It was the S.A.U.B. (Société Anonyme des Usines de Beauport) who planted this forest in the 1950s, in a perspective of industrial diversification in the Grande Terre.
Since the nineteenth century, its balsam has been called 'Caribbean green balm' or 'Mary's balm' and is traditionally used to assist in the healing of wounds. It has been shown that the oil from the seeds is very rich in unsaturated fatty acids, sterols and vitamin E. It is used in the West Indies to nourish and protect the skin, hair and scalp.
Cane is a grass, whose stem is used in the manufacture of sugar and rum; the foliage serves as cattle feed.
This species was introduced with the objective of producing wood. In effect, its wood is very popular in cabinetmaking for its hardness and its colours, which has led to overexploitation in its area of origin. It is included in the Annex II of the Endangered Species (Washington Convention).
In Guadeloupe, contrary to other regions and countries, the kapok has a bad reputation. Many legends are associated with it : 'soucougnans' and ghosts. This tree is also linked to the period of slavery: recalcitrant slaves were hanged from its branches.
Bay rum tree
Pink trumpet tree
Take the way-marked path which leads into the forest. Pass through a small marshy area. Continue to a cane field. Turn right. Continue on the path, and then turn left. The path goes along the edge of a field. Continue into the forest, following the way-marks. The path meanders through the forest. Then turn to the left (90° turn) and continue on the path. Come out on to a narrow road, passing dwellings. Then return to the forest. The path runs alongside a plantation, then continues in the forest.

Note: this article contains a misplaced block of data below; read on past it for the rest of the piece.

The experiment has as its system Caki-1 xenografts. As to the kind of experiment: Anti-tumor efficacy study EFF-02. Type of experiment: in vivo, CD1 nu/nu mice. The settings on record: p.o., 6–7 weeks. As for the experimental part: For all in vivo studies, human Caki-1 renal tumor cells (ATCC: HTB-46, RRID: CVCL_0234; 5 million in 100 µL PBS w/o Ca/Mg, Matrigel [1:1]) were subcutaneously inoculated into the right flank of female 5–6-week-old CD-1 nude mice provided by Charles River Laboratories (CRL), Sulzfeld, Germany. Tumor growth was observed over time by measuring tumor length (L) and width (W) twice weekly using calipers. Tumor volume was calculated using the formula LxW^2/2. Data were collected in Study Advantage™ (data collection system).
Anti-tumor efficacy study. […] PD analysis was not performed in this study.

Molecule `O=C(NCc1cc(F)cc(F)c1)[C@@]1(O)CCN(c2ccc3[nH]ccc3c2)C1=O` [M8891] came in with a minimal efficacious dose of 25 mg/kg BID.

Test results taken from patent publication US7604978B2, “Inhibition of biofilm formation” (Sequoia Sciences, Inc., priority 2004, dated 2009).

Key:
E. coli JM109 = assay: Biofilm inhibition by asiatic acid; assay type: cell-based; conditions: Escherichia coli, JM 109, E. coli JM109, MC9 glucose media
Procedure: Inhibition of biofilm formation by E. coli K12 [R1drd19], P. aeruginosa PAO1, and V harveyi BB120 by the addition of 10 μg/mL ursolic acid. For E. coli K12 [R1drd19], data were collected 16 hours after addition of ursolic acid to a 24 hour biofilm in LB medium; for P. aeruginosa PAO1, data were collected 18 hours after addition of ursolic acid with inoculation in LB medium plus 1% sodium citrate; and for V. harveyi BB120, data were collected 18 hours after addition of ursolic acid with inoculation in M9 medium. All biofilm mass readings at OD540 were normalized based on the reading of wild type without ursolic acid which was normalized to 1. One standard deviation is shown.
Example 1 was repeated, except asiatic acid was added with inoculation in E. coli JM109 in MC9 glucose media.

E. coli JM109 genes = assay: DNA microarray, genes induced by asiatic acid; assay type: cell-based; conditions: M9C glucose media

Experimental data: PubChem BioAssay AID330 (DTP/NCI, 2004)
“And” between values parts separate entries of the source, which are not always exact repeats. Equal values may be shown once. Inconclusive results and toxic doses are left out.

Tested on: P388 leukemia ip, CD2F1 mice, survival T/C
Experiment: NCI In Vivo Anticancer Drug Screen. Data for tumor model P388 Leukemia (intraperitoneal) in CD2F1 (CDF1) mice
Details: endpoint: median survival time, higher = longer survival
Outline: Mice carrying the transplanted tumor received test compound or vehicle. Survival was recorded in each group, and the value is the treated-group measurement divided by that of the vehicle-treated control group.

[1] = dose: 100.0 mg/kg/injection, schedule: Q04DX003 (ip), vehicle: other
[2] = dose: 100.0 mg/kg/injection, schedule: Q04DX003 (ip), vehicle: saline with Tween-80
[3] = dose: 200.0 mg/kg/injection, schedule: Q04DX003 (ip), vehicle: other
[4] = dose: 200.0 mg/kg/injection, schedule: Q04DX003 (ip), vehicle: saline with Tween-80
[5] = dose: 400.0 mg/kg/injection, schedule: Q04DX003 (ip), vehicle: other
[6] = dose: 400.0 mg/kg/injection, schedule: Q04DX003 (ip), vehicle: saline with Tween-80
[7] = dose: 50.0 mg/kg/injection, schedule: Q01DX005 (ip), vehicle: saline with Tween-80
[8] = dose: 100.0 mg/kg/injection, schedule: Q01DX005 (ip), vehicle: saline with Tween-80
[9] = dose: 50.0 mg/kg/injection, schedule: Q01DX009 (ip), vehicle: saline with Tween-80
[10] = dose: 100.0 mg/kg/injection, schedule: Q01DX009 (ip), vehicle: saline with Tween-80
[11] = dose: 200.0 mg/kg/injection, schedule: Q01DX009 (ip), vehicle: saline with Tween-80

It then comes out in another cane field; cross this and continue in the direction of the forest opposite. Reach the edge of the last cane field; go along it on the left, then go back into the forest. The trail then comes out beside the carbet, at the car park where you started.
NB: the Departmental Council suggests KaruExplo, a light-hearted mobile app which allows you to explore the forest of Deville through riddles relating to the environment.
App is downloadable on Google Play and AppleStore.
- Departure : beside the RN6, at the bridge over the Ravine Deville.
- Arrival : beside the RN6, at the bridge over the Ravine Deville.
- Towns crossed : Petit-Canal
In the natural environment, prudence and vigilance must be exercised, since Guadeloupe is subject to natural hazards. Adopting responsible behaviour is essential for hiking to remain a pleasure!
Attention: parking not supervised.
2 rue Gambetta, 97117 Port-Louis
0590 22 33 87 / 0690 50 76 48
Access and parking
Starting point : Lat : 16,37752 N - Long : 61,47874 W.
On the RN6 :
• coming from the south (Pointe-à-Pitre / Morne-à-l'Eau): hike starts at the side of the main road (parking + picnic carbet), by the bridge over the Ravine Deville, BEFORE the village of Petit-Canal ;
• coming from the North (Port-Louis): hike starts at the side of the main road (parking + picnic carbet), by the bridge over the Ravine Deville, AFTER the village of Petit-Canal.
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